Vancouver's hospitality sector applauds city decision to allow bar expansion

Vancouver City Hall | Josef Hanus, Shutterstock

Vancouver’s decision to approve the expansion of a popular Downtown bar – despite city staff recommendations of requiring the expansion to operate as a separate business – comes as a major relief, industry leaders say.

However, one official added he is concerned about other regulatory issues that may pop up and hamper Vancouver’s hospitality industry as it tries to ramp up and recover from the extreme financial hardship caused by the COVID-19 pandemic in the last two years.

“Crucial is not a strong enough word,” said Jeff Guignard, executive director of B.C.’s Alliance of Beverage Licensees (ABLE BC), about this year being make-or-break for many of the city’s establishments.

“We haven't had the best weather this year in Vancouver, so we haven't seen as big of a [seasonal] bump as normal would get. We're having additional loans that we've taken on during the pandemic. Costs have increased. There are supply chain challenges. So the business has never been tougher.”

Guignard’s comments come after the popular Fountainhead Pub on Davie Street applied to expand into an empty store space next door, only to have municipal staff recommend the applicant file a separate business licence application for the new expanded space – essentially turning the expansion into a separate business with its own set of paperwork.

After council meeting on Tuesday evening, city council concluded the policy – meant to limit the size of certain establishments – were outdated and should be amended to prevent the same delay from happening when similar applicants come forward with plans.

Guignard, who spoke at the meeting, said the fact that the issue had to be taken to council to be resolved justifies a level of concern from industry towards municipal regulations, especially at a time where any delays or challenges to operations can have devastating effects on a business’s ability to survive.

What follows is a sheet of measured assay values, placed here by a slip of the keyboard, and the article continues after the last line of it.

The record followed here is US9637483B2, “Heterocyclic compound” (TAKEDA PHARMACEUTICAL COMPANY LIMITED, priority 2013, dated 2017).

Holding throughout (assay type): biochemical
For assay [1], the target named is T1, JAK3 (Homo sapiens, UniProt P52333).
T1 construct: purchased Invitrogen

“I will say this should have been a routine, easy ‘yes,’” he said. “It's a routine license to increase capacity. This is the kind of thing that should not have required six hours of council time. It was a waste of everyone's time and money to go there to get through this because the policy was wrong.
“With the right policies, everyone save time and money and we run a more efficient, vibrant city.”

ABLE BC estimates at an overwhelming majority of alcohol-service licencees in the city – up to 90% - have been barely profitable, breaking even or losing money during the peak pandemic years of 2020 and 2021. Many are counting on this year’s reopening to steady their foundations once again before returning to a healthy, viable state of operations.

Guignard said some key areas of concern when it comes to municipal regulation include hours of operation allowances (which may vary within the same neighbourhood depending on city block) and capacity caps beyond what’s required by the fire code. He did note that city council appears open to reassess some rules that are in place – although whether that leads to changes is uncertain.

“There are hundreds of hospitality businesses in Vancouver employing tens of thousands of people,” Guignard said. “It’s vital we get these policies right, to help support those businesses so they can grow while respecting the needs of our local community... Industry are really good partners in trying to build communities.”